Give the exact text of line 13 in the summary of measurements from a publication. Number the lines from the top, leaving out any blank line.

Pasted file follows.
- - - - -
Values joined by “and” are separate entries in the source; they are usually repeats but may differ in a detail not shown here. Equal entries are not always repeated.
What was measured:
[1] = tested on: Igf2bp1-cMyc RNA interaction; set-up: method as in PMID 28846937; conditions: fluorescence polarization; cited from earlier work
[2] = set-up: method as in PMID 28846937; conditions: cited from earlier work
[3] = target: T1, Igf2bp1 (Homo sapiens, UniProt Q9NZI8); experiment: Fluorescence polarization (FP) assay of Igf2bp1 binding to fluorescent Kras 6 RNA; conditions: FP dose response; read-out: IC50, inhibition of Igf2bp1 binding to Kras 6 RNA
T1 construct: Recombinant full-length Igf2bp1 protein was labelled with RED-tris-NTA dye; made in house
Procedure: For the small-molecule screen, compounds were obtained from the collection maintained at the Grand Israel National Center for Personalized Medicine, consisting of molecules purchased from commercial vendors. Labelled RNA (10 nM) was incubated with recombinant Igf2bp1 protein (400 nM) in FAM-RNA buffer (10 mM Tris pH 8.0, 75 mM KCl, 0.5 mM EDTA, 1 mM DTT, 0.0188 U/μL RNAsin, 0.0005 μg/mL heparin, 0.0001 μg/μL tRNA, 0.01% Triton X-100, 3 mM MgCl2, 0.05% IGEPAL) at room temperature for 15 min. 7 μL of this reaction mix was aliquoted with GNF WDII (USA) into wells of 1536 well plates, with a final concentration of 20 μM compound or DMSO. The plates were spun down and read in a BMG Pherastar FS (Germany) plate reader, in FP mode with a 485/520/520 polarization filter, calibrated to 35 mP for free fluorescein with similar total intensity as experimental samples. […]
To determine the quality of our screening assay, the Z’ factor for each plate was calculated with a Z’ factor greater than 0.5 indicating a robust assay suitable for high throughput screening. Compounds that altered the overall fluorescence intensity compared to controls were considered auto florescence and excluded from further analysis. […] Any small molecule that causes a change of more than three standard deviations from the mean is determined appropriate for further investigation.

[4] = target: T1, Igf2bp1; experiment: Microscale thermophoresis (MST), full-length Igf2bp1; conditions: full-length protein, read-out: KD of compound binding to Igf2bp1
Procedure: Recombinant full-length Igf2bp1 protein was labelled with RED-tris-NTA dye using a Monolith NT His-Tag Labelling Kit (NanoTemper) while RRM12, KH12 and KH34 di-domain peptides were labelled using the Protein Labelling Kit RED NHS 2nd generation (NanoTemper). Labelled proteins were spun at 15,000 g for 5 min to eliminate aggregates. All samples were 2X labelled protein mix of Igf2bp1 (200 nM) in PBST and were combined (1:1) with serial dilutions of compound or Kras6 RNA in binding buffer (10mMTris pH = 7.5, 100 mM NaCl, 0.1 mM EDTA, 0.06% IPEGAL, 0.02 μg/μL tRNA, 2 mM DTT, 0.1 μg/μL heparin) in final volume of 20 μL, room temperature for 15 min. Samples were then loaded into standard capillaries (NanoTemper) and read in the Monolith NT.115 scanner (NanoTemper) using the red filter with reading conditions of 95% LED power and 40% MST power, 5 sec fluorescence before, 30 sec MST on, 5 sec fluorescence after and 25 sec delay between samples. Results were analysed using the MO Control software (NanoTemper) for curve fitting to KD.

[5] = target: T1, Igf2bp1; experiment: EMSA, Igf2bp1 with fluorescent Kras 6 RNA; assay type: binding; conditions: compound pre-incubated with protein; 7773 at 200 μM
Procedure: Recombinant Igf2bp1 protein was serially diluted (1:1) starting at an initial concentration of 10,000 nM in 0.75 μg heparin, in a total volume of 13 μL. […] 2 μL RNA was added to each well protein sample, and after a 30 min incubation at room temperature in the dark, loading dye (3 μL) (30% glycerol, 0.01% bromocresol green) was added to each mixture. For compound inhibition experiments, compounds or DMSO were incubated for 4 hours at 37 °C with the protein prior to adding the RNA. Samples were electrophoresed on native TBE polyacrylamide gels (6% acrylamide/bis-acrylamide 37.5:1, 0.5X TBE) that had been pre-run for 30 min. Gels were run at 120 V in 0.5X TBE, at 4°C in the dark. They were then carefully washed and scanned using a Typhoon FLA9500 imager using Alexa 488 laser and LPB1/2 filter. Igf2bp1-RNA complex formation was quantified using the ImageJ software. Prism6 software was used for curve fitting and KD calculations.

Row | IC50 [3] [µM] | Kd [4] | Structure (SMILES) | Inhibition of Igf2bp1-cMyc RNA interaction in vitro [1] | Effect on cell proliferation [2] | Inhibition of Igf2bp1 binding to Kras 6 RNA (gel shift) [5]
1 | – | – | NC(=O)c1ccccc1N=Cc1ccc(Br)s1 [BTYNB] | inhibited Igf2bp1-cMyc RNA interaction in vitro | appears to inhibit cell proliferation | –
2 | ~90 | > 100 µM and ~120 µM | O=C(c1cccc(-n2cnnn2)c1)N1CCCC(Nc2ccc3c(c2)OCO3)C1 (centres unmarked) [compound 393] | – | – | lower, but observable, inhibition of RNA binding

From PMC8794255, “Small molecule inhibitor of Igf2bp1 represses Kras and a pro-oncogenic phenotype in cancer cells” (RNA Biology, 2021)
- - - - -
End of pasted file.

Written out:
Row | IC50 [3] [µM] | Kd [4] | Structure (SMILES) | Inhibition of Igf2bp1-cMyc RNA interaction in vitro [1] | Effect on cell proliferation [2] | Inhibition of Igf2bp1 binding to Kras 6 RNA (gel shift) [5]